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'Twere not for Kevin Kline, this "Dream" 'twould be a snore.

A "Midsummer" Folly

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With a cast that reads like "Entertainment Tonight's" A-List, "William Shakespeare's A Midsummer's Night Dream" is advertising itself as a four-centuries-old "whimsical romantic comedy as it's never been seen before." That's Hollywood-moviespeak for "yes, there's mud wrestling." I kid you not, this adaptation of the Bard's most delightful star-crossed comedy does contain mud wrestling. Not that Shakespeare would mind. In fact, had he known of such earthy diversions, I believe he would not have hesitated to toss such a scene in.

What bothers me about this updated adaptation and its scenic change of venue is the lack of charm.

Oh, there's faerie dust aplenty; not to mention gauzy-garbed sprites and tons of long, golden tresses which demurely — and strategically — remain in place. As written and directed by Michael Hoffman ("One Fine Day," "Restoration"), this "Dream" tries too hard to please. While it hews closely to Shakespeare's language and plot, it also tosses in overly contrived moments of slapstick. Hoffman's intentions no doubt were to appeal to the literate as well as the illiterate. But in trying so hard to be funny, this "Dream" ends up being almost no fun at all.

The fact that Hoffman has moved the setting from ancient Athens to a turn-of-the-century Tuscan hillside calls to mind Kenneth Branagh's wonderful 1993 adaptation of "Much Ado About Nothing." Alas, Hoffman may have followed Branagh's model for this sort of modern-yet-traditional adaptation, but this production never quite engages.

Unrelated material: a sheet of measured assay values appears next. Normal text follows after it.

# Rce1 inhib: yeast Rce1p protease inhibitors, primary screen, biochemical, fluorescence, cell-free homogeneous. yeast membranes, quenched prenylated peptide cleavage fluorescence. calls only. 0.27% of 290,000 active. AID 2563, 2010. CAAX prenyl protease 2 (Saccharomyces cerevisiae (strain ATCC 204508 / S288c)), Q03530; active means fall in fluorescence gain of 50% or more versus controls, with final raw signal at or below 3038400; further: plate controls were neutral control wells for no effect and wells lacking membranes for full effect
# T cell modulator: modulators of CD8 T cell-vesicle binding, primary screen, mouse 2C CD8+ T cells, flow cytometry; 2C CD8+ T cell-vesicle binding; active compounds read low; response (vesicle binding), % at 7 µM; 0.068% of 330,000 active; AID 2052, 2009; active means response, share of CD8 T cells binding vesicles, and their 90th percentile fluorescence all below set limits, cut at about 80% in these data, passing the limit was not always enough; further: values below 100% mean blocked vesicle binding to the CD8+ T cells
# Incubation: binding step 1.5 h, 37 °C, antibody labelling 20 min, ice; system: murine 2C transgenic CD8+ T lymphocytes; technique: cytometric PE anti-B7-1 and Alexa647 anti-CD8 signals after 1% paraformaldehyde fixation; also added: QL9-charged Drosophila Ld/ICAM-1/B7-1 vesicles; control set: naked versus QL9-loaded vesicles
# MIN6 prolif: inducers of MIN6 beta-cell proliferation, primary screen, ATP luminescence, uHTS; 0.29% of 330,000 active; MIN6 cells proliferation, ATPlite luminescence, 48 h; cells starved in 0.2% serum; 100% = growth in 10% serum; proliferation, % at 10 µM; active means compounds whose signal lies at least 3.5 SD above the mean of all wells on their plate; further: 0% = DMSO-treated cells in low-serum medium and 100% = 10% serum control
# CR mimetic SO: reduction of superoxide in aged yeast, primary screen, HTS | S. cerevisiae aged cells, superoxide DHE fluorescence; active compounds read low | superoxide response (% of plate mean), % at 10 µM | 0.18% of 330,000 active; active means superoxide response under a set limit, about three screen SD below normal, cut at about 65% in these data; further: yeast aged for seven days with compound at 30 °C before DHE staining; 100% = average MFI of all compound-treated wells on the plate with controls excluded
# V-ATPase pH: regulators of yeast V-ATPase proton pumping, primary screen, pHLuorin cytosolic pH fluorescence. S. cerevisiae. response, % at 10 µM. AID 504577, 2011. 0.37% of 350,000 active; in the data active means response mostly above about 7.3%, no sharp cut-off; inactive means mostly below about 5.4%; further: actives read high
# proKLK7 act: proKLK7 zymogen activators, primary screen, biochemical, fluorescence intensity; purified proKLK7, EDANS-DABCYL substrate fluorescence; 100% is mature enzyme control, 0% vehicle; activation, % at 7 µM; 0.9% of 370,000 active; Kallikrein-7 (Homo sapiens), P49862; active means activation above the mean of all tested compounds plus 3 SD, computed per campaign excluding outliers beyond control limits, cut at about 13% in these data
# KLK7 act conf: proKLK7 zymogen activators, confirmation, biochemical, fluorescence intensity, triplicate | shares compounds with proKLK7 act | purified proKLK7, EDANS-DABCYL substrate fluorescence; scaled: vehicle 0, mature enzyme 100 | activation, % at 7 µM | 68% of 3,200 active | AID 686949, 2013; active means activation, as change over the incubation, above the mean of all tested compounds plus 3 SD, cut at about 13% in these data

Were it not for the marvelous comic timing of Kevin Kline, who plays Nick Bottom, this "Dream" would be a surreal nightmare. As the hammiest of the actors in Shakespeare's trademark play-within-a-play structure, Kline's portrayal of the lovelorn Pyramus is genuinely funny. Yet, as the fates would have it, his performance-within-a-performance comes too late in the film to save it.

For those who do not remember even the slightest bit of the plot, here's a quick rundown. On the eve of his wedding to the lovely Hippolyta (an almost invisible Sophie Marceau), Duke Theseus (an uncomfortable David Strathairn) must deal with an angry father. He wants his daughter Hermia (Anna Friel) to marry Demetrius (Christian Bale), but she is intent on marrying her true love Lysander (Dominic West). Adding to the problem is Helena ("Ally McBeal's" Calista Flockhart), Hermia's best friend and the doggedly determined pursuer of Demetrius.

In hot pursuit of their unrequited and requited loves, all four young people repair to nearby woods to hatch plots to escape and ensnare the objects of their affections. But in a twist only the Bard could design, the woods also are playing host to a village theatrical troupe preparing an entertainment for the Duke's wedding. They call their amateur production "The Most Lamentable Comedy and Cruel Death of Pyramus and Thisby." Yet wait, they are not alone, either. For on this very night, fairy King Oberon (Rupert Everett) and Queen Titania (a luminous Michelle Pfeiffer) are having a tiff.

Calling upon his trusty sprite Puck (Stanley Tucci), Oberon hatches a plot to administer a love potion to Titania which has her fall in love with the next person she sees. Being in an expansive mood, Oberon also tells Puck to give the potion to Demetrius so he will love Helena as much as she loves him. But the course of true romance does not run smooth, and Puck gives the potion to Lysander. And he, of course, first spies Helena.

Queen Titania fares little better, becoming enamored of Kline's Bottom, who now resembles a big-eared, hairy ass.

Hoffman may have cut and snipped Shakespeare's lengthy comedy and musically added chunks of famous Italian operas and Mendelssohn's music, but his movie lacks brio. The blame falls on the shoulders of his actors. Although Flockhart proves adept at more than TV, Bale, West, Strathairn and Marceau seem bland copies of actors.

This "Dream" is visually handsome but tiring. Hoffman may have gotten Shakespeare's point, but he missed the Bard's romantic

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